Sex-Specific Cut-Offs of Single Point Insulin Sensitivity Estimator (SPISE) in Predicting Metabolic Syndrome in the Arab Adolescents

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The Single Point Insulin Sensitivity Estimator (SPISE) is a novel surrogate marker for insulin sensitivity and was found comparable to the gold standard clamp test as well as for predicting the Metabolic Syndrome (MetS) in several populations. The present study aimed to assess for the first time, the validity of SPISE in predicting MetS among Arab adolescents. In this cross-sectional study, 951 Saudi adolescents aged 10−17 years were randomly recruited from different schools across Riyadh, Saudi Arabia. Anthropometrics were measured and fasting blood samples were collected for the assessment of glucose, lipid profile, adipokines, C-reactive protein and 25 hydroxyvitamin (OH) D. MetS was defined using the National Cholesterol Education Program’s (NCEP) criteria with age-specific thresholds for adolescents. The SPISE as well as insulin resistance (HOMA-IR) indices were calculated. The over-all prevalence of MetS was 8.6% (82 out of 951). SPISE index was significantly lower in MetS than non-MetS participants in both sexes (5.5 ± 2.5 vs. 9.4 ± 3.2, p < 0.001 in boys and 4.4 ± 1.4 vs. 8.6 ± 3.2, p < 0.001 in girls). The SPISE index showed a significant inverse correlation with resistin, leptin, and C-reactive protein, and a significant positive correlation with adiponectin and 25(OH) D. Areas under the curve (AUC) revealed fair and good accuracy for predicting MetS 84.1% and 90.3% in boys and girls, respectively. The sex-specific cut-off proposed was SPISE index ≤6.1 (sensitivity 72.2% and specificity 83.9%) for boys and ≤6.46 (sensitivity 96.3% and specificity 73.4%), for girls. This study suggests that the SPISE index is a simple and promising diagnostic marker of insulin sensitivity and MetS in Arab adolescents.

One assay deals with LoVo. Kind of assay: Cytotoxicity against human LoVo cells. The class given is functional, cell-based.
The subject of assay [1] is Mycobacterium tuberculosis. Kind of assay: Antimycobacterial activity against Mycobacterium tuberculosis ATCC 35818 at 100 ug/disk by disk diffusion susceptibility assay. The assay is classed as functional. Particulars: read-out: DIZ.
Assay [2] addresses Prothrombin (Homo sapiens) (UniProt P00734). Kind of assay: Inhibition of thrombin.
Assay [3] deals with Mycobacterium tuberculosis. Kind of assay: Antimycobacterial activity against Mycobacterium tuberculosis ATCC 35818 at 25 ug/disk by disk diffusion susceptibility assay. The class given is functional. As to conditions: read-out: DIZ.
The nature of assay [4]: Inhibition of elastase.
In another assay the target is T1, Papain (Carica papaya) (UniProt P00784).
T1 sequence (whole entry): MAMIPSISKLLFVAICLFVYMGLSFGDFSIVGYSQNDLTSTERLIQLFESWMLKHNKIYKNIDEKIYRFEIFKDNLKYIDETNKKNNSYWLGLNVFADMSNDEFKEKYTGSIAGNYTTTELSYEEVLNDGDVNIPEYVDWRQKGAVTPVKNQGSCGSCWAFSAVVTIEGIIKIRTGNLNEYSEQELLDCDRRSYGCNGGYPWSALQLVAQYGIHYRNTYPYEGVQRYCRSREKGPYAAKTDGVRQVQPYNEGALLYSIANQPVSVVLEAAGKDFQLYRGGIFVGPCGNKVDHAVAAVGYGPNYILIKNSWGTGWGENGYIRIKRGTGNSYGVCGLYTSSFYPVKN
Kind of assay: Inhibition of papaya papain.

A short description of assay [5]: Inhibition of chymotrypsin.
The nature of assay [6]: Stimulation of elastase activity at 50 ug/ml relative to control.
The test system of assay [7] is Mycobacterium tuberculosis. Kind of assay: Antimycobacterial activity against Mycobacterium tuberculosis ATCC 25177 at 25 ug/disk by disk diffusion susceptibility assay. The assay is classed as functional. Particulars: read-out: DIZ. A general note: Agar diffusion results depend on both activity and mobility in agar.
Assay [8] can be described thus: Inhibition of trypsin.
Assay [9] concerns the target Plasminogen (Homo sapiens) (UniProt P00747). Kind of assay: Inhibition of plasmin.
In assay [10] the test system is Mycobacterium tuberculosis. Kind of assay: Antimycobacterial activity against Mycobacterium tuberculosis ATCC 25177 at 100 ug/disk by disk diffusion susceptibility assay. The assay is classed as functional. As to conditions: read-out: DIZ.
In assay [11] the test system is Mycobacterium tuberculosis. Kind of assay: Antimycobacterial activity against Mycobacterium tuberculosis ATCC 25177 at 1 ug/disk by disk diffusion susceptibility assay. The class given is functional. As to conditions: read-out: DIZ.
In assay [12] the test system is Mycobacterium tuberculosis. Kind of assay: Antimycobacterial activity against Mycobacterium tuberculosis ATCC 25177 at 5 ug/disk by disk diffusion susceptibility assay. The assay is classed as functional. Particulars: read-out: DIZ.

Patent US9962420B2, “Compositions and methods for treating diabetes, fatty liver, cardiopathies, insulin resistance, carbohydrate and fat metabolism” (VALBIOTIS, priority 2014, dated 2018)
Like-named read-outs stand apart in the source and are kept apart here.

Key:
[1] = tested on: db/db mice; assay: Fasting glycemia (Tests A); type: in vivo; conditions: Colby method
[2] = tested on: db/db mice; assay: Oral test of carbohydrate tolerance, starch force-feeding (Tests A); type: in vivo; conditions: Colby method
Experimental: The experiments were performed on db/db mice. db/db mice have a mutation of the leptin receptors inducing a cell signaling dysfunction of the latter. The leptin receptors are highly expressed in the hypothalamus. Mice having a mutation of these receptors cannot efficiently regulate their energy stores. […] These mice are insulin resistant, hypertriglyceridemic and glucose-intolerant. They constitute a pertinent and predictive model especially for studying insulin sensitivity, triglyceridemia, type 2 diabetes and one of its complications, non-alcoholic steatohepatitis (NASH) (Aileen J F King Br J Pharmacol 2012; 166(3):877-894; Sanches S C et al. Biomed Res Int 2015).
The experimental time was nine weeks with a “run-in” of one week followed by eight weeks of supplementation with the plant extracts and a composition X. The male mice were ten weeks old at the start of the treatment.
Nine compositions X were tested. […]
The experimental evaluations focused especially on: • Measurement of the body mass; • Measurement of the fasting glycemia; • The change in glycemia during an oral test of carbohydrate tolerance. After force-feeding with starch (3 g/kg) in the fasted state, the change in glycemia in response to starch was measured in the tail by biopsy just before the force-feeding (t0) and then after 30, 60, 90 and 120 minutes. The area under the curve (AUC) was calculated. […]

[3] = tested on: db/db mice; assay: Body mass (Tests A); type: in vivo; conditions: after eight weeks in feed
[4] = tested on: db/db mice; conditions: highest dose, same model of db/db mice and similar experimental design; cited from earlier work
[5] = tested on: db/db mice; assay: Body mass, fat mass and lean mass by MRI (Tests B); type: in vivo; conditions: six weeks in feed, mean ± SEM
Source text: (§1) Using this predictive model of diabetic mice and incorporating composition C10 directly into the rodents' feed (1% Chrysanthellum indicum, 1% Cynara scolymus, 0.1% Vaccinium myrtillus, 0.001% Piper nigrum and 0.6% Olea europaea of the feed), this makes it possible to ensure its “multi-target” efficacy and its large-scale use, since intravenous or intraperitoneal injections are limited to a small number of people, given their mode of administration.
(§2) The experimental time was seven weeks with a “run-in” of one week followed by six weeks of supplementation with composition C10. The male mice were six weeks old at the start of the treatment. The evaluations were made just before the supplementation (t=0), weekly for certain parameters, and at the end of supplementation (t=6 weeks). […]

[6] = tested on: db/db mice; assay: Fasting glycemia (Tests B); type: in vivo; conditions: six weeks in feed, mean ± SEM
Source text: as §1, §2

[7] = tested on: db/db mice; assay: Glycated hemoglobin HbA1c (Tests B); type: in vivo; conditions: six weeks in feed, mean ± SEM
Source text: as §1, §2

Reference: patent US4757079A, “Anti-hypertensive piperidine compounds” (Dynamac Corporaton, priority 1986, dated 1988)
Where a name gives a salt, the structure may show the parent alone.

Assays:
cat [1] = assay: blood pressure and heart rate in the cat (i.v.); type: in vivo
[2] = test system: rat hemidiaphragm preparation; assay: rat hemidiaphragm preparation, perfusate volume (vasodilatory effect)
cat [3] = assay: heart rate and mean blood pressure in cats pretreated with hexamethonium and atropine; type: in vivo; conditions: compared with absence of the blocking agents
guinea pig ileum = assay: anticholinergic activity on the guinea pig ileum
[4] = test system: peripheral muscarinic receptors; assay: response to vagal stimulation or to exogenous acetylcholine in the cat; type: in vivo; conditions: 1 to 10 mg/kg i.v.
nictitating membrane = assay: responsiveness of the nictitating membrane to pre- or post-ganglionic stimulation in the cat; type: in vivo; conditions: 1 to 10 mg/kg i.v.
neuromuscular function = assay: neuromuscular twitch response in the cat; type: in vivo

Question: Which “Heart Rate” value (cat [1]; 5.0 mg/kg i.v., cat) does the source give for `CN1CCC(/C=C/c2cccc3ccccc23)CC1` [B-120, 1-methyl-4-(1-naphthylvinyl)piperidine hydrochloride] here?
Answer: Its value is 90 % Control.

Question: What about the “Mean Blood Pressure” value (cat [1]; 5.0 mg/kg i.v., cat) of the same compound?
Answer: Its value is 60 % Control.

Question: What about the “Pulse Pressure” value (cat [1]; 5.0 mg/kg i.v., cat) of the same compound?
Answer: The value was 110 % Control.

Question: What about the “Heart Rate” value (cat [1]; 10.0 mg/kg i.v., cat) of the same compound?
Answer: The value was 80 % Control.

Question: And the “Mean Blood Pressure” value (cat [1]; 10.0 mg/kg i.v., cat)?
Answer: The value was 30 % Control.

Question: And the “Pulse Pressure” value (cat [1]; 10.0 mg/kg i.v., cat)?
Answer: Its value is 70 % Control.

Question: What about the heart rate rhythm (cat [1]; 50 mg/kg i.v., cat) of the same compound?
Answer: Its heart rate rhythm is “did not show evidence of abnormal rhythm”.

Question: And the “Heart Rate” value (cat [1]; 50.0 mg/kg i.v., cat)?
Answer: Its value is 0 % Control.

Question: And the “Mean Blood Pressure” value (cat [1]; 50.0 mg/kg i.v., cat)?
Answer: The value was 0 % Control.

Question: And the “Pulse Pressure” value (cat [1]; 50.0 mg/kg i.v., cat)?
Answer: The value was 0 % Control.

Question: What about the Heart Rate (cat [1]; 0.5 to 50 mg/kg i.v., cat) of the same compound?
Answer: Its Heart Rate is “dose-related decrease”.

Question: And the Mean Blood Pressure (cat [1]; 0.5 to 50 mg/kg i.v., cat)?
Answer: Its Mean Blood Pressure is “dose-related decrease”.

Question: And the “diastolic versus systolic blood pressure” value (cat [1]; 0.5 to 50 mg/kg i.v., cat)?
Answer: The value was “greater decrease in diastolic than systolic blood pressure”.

Keywords: SPISE; adiponectin; insulin resistance; insulin sensitivity; leptin; metabolic syndrome; resistin; sex-specific; vitamin D.